If children who are old enough to talk have trouble expressing their sensory needs in any way other than behavior, how much more difficult is it for infants to make their discomforts and preferences known?
The earliest months of life are meant to be a time of learning for children, as they begin to notice things in their environment and bond to the people who love them. But for babies with sensory integration problems, the world may seem like a threatening, even terrifying place, and touch meant to soothe and comfort may feel like an attack.
Babies who cry all the time for no apparent reason and who refuse to be comforted may be left alone more — further decreasing the range of experiences they are exposed to and further setting back development.
Consider the areas in which sensory integration can cause complications for an older child, and see if any of those might be factors for your baby. Does she seem upset by bright light? Do certain blankets or outfits cause her more distress than others? Is she overreactive to sounds or underreactive? Is there any sort of touch she tolerates? Does being picked up or put down in a particular way cause distress or relieve it? How does she respond to rocking, swinging, and riding in a car?
If you can find some narrow margin of comfort, start there and work outward. Introduce new experiences while your baby is in that comfort zone.
Alternatively, an infant with sensory integration challenges may be underresponsive — quiet and “good,” but not interested in relating. Rather than crying and fussing constantly, this child may seem perfectly happy with his own company, lost in thought, rocking himself and possibly banging against the crib.
Well-meaning friends and family members may tell you that some babies are just fussy, and you shouldn't make much of it. Your baby is fussy, due to sensory integration problems. If you can pinpoint those problems and bring her some comfort, you will make it easier for her to grow and develop and for you to get some peace.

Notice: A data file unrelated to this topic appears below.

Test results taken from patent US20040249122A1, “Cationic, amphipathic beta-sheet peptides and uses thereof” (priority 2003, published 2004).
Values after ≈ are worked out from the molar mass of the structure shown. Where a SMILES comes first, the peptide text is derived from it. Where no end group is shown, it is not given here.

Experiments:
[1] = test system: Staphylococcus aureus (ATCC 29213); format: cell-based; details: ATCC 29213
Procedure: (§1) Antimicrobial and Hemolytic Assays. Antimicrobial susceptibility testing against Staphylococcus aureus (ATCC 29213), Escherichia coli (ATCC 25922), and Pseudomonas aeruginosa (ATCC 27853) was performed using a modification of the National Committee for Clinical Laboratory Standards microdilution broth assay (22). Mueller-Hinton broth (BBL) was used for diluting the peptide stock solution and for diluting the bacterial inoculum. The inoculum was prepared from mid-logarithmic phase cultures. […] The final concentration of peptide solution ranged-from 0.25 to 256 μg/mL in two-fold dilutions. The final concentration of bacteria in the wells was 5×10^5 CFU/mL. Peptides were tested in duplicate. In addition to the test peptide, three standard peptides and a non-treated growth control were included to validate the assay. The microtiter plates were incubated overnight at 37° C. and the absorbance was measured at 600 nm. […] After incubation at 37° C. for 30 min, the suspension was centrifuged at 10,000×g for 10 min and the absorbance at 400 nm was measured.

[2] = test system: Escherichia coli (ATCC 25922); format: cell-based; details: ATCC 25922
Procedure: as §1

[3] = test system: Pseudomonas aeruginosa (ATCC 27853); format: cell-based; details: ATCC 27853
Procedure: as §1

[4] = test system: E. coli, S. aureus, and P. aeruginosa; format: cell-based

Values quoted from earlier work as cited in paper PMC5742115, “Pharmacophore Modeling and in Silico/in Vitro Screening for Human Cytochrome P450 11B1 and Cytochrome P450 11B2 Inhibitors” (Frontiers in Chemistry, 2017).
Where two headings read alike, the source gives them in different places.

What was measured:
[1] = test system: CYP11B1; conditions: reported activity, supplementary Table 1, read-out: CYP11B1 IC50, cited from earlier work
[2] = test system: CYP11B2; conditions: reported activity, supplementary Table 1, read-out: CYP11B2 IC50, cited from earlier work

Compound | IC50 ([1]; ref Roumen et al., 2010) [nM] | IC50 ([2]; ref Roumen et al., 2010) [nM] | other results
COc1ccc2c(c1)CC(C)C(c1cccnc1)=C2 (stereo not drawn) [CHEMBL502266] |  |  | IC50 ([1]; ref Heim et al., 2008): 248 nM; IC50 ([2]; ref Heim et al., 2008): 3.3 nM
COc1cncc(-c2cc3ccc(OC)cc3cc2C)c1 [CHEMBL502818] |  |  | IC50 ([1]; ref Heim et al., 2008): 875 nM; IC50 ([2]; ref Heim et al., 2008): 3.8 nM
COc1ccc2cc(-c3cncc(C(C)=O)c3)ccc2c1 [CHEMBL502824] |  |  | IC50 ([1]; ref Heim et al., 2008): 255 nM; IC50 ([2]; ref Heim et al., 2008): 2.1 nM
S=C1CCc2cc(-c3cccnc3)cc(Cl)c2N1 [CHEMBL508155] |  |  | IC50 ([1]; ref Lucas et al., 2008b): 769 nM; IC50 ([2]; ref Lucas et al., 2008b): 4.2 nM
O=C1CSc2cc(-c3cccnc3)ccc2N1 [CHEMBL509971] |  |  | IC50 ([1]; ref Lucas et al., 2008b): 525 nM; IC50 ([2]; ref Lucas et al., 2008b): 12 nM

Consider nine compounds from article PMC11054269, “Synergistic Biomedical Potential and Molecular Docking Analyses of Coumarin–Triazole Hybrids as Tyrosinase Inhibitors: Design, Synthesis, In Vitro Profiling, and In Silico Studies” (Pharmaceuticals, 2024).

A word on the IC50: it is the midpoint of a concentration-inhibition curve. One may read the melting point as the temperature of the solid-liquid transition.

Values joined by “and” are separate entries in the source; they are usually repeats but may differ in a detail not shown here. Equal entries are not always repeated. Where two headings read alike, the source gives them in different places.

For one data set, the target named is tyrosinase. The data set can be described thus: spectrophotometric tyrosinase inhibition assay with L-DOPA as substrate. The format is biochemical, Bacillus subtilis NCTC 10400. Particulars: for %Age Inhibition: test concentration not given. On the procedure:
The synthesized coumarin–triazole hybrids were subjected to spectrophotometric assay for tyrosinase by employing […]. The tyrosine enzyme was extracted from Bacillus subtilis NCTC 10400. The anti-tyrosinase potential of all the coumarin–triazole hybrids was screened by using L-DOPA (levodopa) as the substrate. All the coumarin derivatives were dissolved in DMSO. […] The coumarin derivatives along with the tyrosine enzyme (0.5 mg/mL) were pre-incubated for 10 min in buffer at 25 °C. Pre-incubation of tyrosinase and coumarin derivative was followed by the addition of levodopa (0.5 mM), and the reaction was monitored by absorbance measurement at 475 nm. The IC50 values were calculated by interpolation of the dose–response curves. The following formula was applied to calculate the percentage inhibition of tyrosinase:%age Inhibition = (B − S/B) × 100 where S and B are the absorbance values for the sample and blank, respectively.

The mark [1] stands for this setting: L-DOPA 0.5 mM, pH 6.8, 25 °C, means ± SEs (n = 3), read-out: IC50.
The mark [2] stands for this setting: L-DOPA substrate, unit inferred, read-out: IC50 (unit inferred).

If your baby is understimulated in this way, you'll need to work hard to get him to make a connection against considerable resistance. Try activities that give him a lot of input — swinging, rocking, or flying through the air. Unlike the baby who is easily overstimulated and needs to be kept in a comfort zone, understimulated infants may need big gestures, loud noises, and bright colors to get them out of their comfort zones.
While it may seem that they're not so terribly busy, children in their first year or so of life have an enormous amount of work to do. Developmental tasks for this period often focus on responding to the environment, something children with sensory integration problems will have trouble doing. Your baby also may not be laying the groundwork necessary for essential skills that come later.
The Auditory Sense
Children who have trouble with information from the auditory sense may be unable to achieve such infancy milestones as these:
Reacting appropriately to loud noises
Responding with pleasure to noises like bells or whistles
Being comforted by lullabies or soothing speech
Enjoying surprise games like “peek-a-boo”
Finding the source of sound
The Visual Sense
Children who have trouble with information from the visual sense may be unable to achieve such infancy milestones as these:
Differentiating between people
Reacting appropriately to bright lights and colors
Imitating or tolerating movements
Making eye contact
The Tactile Sense
Children who have trouble with information from the tactile sense may be unable to achieve such infancy milestones as these:
Manipulating simple toys
Being comforted by touch
Investigating things with hands and mouth
The Proprioceptive Sense
Children who have trouble with information from the proprioceptive sense may be unable to achieve such infancy milestones as these:
Playing with toes
Manipulating simple toys
Trying different body positions
The Vestibular Sense
Children who have trouble with information from the vestibular sense may be unable to achieve such infancy milestones as these:
Low Muscle Tone
Children who have low muscle tone may be unable to achieve such infancy milestones as these:
Maintaining a steady position